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ExplOERer: Creative Commons Licences

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Learning to (Re)Use Open Education Resources - focusing on open licensing.

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ExplOERer: Creative Commons Licences

  1. 1. Creative Commons Licences Learning to (Re)Use Open Educational Resources @josiefraser 2 March 2016
  2. 2. Understanding copyright • Copyright is a type of intellectual property which grants the owner of the copyright exclusive rights to control how their work is used, reproduced and credited. • Works acquire copyright automatically, without the need to register the work. Copyright is granted to new works when they are recorded in a material form, such as being written down or saved on a computer. • Copyright lasts for the lifetime of the creator, plus usually an additional few decades following their death, depending on the type of work.
  3. 3. Public Domain • A work is in the public domain if the intellectual property rights have expired, or if they have been waived by the rights holder.
  4. 4. Open licensing & Creative Commons • There are a range of licences which can be used by educators to provide additional permissions to use and reuse work • Creative Commons (CC) are well established, standardised, internationally recognised - & there are lots of resources available to support educators • CC licences work alongside existing copyright laws -their free licences can be used by copyright holders to allow others to share, reuse and remix their works, legally & without having to ask permission first.
  5. 5. What is an open licence? • Open content, including open educational resources (OER), can be described as legally free. • This legal freedom is expressed through a licence — called an open licence — through which the copyright holder grants permission to use, access and re-distribute work with few restrictions.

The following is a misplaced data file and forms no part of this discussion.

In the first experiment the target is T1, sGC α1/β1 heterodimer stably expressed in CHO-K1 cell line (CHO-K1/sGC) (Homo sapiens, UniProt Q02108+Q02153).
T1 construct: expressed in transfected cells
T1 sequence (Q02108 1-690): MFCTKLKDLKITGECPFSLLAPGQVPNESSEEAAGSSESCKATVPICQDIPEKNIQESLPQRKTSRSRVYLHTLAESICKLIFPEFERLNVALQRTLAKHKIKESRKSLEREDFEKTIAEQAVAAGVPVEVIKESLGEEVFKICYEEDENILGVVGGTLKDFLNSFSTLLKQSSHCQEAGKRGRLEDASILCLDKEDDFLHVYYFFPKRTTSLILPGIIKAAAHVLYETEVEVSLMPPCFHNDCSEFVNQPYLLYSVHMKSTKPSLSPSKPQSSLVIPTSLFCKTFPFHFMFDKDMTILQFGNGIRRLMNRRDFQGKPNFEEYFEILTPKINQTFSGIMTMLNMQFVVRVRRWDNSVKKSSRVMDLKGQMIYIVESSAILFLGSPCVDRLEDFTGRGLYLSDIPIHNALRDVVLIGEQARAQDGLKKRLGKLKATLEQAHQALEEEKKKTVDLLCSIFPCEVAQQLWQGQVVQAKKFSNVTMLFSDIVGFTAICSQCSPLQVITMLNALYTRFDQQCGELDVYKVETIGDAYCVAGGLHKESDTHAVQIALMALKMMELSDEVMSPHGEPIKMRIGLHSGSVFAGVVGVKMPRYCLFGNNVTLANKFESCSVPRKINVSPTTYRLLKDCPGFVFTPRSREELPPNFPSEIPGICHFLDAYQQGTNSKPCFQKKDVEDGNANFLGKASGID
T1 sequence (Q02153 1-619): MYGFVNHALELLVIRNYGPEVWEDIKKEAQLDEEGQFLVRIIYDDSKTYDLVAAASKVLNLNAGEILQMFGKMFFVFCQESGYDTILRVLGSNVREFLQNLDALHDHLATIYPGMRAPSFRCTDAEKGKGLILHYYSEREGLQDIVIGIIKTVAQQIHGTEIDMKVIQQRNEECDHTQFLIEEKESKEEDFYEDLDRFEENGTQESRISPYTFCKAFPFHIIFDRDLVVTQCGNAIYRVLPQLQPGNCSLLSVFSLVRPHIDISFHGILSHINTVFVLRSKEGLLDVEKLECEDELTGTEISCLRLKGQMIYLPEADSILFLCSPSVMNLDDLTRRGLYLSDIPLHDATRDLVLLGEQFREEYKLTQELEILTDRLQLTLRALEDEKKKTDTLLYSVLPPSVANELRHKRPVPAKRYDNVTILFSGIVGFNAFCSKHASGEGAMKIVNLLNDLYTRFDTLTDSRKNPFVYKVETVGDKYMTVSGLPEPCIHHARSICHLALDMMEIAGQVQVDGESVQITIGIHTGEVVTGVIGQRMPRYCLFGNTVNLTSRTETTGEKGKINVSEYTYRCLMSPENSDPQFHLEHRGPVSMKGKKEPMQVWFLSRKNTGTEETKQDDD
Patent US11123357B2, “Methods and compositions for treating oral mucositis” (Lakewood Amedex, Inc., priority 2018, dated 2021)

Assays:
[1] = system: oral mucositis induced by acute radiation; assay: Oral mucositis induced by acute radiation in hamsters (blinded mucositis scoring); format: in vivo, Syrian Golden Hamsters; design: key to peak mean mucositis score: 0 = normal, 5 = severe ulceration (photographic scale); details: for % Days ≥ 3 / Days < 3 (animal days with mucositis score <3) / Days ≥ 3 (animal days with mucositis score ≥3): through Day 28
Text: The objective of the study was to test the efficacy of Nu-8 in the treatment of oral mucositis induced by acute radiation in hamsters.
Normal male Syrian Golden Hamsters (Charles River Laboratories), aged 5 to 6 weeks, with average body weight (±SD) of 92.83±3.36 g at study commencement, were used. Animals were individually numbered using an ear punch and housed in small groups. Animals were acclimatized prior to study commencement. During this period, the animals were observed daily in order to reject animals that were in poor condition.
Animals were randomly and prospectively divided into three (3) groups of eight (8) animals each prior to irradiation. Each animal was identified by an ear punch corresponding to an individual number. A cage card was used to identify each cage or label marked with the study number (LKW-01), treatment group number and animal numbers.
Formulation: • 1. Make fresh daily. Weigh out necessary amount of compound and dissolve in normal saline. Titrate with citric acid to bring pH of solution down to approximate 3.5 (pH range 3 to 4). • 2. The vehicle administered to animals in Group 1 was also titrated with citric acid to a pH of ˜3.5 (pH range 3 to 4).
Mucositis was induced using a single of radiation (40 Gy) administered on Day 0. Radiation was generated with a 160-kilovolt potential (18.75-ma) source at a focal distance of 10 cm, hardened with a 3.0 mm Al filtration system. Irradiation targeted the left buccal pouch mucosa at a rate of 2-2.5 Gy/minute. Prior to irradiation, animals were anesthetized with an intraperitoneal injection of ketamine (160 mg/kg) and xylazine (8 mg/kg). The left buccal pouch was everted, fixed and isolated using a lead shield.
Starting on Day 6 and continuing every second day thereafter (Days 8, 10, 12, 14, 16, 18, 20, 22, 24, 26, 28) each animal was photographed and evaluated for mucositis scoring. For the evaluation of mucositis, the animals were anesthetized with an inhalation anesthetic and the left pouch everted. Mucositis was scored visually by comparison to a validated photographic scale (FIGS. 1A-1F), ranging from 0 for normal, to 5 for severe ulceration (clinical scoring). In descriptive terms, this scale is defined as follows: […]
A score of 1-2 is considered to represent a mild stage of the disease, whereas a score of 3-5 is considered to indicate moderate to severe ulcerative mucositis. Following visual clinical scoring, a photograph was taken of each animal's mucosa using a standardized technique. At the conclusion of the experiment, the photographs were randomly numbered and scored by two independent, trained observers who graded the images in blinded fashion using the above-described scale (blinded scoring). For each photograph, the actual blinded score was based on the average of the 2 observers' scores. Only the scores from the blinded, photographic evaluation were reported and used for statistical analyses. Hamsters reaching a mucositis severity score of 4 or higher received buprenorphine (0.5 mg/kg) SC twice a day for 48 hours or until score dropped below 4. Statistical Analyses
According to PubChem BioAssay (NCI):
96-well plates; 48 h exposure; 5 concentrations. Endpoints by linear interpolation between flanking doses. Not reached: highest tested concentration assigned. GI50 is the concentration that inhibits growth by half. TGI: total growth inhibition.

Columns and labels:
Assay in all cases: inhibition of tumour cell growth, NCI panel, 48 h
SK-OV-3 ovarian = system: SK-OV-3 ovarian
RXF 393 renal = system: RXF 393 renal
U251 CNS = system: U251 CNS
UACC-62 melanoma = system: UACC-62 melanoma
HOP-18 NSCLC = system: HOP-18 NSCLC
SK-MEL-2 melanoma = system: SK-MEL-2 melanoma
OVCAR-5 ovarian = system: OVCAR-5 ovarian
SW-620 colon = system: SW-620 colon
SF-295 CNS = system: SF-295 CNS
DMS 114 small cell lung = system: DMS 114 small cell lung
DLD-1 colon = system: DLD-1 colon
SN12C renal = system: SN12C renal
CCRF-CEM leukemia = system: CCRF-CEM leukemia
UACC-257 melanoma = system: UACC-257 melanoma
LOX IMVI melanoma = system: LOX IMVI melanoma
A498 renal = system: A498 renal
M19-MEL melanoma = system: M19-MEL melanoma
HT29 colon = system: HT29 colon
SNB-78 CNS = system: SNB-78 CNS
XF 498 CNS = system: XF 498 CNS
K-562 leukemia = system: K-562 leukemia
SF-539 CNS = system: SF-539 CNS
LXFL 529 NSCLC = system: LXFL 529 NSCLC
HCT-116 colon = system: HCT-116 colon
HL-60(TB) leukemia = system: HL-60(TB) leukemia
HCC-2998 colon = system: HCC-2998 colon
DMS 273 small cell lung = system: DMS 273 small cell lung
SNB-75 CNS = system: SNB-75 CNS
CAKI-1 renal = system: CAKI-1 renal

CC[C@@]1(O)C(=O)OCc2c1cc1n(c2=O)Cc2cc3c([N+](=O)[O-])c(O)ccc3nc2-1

6. 6. Creative Commons • Creative Commons licensing allows you to find content that you can use legally to support teaching and learning. When sharing content, Creative Commons clarifies the terms on which you are happy for your work to be shared.
  7. 7. Attribution (BY) • All Creative Commons licences require that you credit the copyright holder when reusing their work in any way.
  8. 8. Share-Alike (SA) • You let others copy, distribute, display, perform and modify your work, as long as they distribute the work and any modified work on the same terms.
  9. 9. NoDerivatives (ND) • You let others copy, distribute, display and perform only original copies of your work. If they want to modify your work, they must get your permission first.
  10. 10. NonCommercial (NC) • You let others copy, distribute, display, perform and (unless you have chosen NoDerivatives) modify and use your work for any purpose other than commercially.
  11. 11. Permissions can be combined to give six different types of CC licences
  12. 12. Free Cultural Works • CC marks the most permissive of its licenses as “Approved for Free Cultural Works.” When you apply these licenses to material you create, it meets the Freedom Defined definition of a “Free Cultural Work.” Free cultural works are the ones that can be most readily used, shared, and remixed by others. Approved! Not approved! https://creativecommons.org/freeworks/
  13. 13. Questions • Does it matter which licence we use? • Which licence would you recommend others use, or use to share your own work? Why?
  14. 14. Thank you! Creative Commons Licences: Learning to (Re)Use Open Educational Resources (2016) by Josie Fraser is licensed under CC BY 4.0
  15. 15. Credits This work is based on OER Guidance for Schools (2014), by Björn Haßler, Helen Neo and Josie Fraser. Published by Leicester City Council, available under Creative Commons Attribution 4.0. For further OER resources and guidance, see: http://schools.leicester.gov.uk/ls/open-education For more information about Creative Commons Licences, see: John H. Weitzmann (2015) OER up! Open Licensing Webinar licenced under CC-BY-SA 4.0

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